Property exposures are high due to the combination of ignition sources such as faulty or inadequate electrical wiring and equipment malfunctions, open construction, and large quantities of combustible stored items and packaging materials. All wiring must be up to code and adequate for the operations performed. The stored goods may have heavy fire loads. There must be adequate aisle space to allow firefighters to carry out their duties.

When another party does the packing, the warehouse will not know the type of property being stored or its potential fire hazards. If rack storage of crates and boxes is used, there should be sprinklers in the racks. The sprinkler heads must be located high enough to avoid accidental contact with forklifts, but with enough clear space from the racks to allow unobstructed operation in the event of a fire. In order to reduce catastrophic losses, firewalls and fire divisions should separate the storage areas. Good housekeeping and fire controls are critical. Smoking should be prohibited. Forklifts should be refueled in a separate, ventilated area away from combustibles. Stored products may be a target for thieves.

Appropriate security controls must be taken including physical barriers to prevent entrance to the premises after hours and an alarm system that reports directly to a central station or the police department.

Crime exposure is from employee dishonesty. Background checks, including criminal history, should be performed on all employees handling money. Storage facilities operations involve a number of transactions and accounts that can be manipulated if duties are not separated. Regular audits, both internal and external, are important in order to prevent employee theft of accounts.

Receipts must be provided for all payments and compared to money received. If packing or unpacking services are offered, drivers, loaders and unloaders will have access to customers’ premises, increasing the exposure to theft of customer property or customer identity theft.

Inland marine exposures include accounts receivables, computers, contractors’ equipment, goods in transit, valuable papers and records, and warehouse operators’ legal liability. Contractors’ equipment includes forklifts, cherry pickers, and hand trucks used for moving stored items.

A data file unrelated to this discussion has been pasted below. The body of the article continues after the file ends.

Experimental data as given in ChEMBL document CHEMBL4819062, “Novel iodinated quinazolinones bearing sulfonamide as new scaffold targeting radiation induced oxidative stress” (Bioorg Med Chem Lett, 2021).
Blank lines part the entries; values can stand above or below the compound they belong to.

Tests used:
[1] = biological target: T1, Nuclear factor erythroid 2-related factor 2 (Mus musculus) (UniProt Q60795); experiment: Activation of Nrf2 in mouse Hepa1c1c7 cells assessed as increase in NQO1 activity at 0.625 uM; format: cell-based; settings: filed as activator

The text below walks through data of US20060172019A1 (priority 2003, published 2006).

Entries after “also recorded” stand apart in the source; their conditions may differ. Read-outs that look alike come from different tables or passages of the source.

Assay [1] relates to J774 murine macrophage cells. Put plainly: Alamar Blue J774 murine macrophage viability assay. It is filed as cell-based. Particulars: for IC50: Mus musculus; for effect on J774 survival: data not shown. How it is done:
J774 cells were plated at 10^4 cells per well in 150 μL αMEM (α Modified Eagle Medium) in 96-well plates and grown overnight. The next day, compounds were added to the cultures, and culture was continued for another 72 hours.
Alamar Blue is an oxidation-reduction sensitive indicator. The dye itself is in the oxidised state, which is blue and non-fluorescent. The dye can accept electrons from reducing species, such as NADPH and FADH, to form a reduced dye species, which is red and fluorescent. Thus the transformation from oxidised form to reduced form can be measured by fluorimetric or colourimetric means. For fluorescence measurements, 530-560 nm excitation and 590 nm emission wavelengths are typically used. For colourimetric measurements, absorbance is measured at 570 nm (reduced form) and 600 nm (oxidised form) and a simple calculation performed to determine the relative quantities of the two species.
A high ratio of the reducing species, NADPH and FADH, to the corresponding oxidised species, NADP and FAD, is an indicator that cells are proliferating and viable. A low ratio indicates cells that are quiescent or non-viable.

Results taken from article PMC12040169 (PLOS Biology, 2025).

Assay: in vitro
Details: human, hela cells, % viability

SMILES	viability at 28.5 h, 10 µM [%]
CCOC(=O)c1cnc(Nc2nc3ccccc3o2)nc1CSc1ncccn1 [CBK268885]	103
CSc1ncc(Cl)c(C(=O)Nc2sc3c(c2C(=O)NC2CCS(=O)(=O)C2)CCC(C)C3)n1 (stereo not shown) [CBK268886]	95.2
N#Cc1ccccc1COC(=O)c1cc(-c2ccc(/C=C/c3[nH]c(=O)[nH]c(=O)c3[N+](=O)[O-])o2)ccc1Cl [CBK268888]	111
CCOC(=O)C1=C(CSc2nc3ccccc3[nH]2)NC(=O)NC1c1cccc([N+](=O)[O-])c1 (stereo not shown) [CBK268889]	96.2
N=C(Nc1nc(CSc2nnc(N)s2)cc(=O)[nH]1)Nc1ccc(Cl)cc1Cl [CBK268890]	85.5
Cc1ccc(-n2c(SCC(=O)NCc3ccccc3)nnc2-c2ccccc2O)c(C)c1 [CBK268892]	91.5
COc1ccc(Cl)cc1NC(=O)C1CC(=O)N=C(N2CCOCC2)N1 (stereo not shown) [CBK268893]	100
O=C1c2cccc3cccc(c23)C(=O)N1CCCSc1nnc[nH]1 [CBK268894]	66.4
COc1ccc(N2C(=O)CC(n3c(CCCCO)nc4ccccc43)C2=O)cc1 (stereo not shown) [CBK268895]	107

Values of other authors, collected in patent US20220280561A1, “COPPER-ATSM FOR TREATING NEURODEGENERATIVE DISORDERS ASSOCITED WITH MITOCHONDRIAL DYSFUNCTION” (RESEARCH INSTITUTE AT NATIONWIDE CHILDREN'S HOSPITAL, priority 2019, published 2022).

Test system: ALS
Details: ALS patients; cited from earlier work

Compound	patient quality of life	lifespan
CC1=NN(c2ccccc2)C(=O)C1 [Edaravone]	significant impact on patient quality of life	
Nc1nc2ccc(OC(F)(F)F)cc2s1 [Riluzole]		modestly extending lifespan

Goods in transit coverage is needed if the operation includes pickup and delivery of customers’ goods. Warehouse operators’ legal liability will depend on the contract between the facility and its customers, but should spell out who is responsible for damage to stored goods. Any items in storage must be marked to prevent incorrect release. All data should be duplicated and placed off site for easy replication.

Business auto exposure can be high if pickup or delivery services are provided. Children may be present during loading or unloading operations, requiring additional caution. All drivers must be well trained and have valid licenses for the type of vehicle being driven. MVRs must be run on a regular basis. Random drug and alcohol testing should be required. Vehicles must be well maintained, with records kept at a central location.

How Much Coverage Do You Need?

That depends. There are several factors that should be taken into consideration when determining how much insurance you should carry. The size of your warehouse, the type of goods you store, the equipment you use, and the number of clients you services are just some of the factors that should indicate how much coverage you need.

To find out how much coverage you should have, contact a broker that specializes in this specific type of insurance. You can purchase a stand-alone policy, or you can opt for a third party logistics provider policy that includes this type of coverage.

Insurance Classification Of Warhouses

Insurers classify warehouses using several coding systems. You can wind up paying more for your insurance if your facility is not properly classified – like a general merchandise storage being coded as a meat storage facility. Below are the most commonly used coding systems for prepackaged software insurance:

  • ISO General Liability Codes: 99938
  • NAICS CODE: 493110 General Warehousing and Storage
  • SIC CODE: 4225 General Warehousing and Storage
  • Suggested Workers Compensation Codes: 8292

SIC Code 4225 - General Warehousing and Storage

Here is the official OSHA SIC code description for general warehousing and storage facilities:
Establishments primarily engaged in the warehousing and storage of a general line of goods. The warehousing of goods at foreign trade zones is classified in Industry 4226. Field warehousing is classified in Services, Industry 7389.
  • General warehousing and storage
  • Miniwarehouse warehousing
  • Warehousing, self-storage

Warehouse Legal Liability Insurance - The Bottom Line

We hope this article on warehouse legal liability insurance was informative. If you own a warehouse, you are legally obligated to properly care for and store the goods you are paid to handle. The right policy will protect you and your customers from any damages that may arise and prevent serious financial turmoil. Warehouse legal liability insurance policy wording, warehouse legal liability vs property of others, warehouse legal liability application, types of warehouse insurance, warehouse property insurance, warehouse storage insurance and warehouse legal liability contract.

Minimum recommended coverage: Building, Business Personal Property, Business Income, Employee Dishonesty, Accounts Receivables, Computers, Contractors’ Equipment, Goods in Transit, Valuable Papers and Records, Warehouse Operators’ Legal Liability, General Liability, Employee Benefits, Umbrella, Hired and Non-owned Auto and Workers Compensation.

Other coverages to consider: Earthquake, Equipment Breakdown, Flood, Cyberliability, Employment-related Practices, Environmental Impairment, Business Automobile Liability and Physical Damage, Stop Gap Liability and U.S. Longshore and Harbor Workers Coverage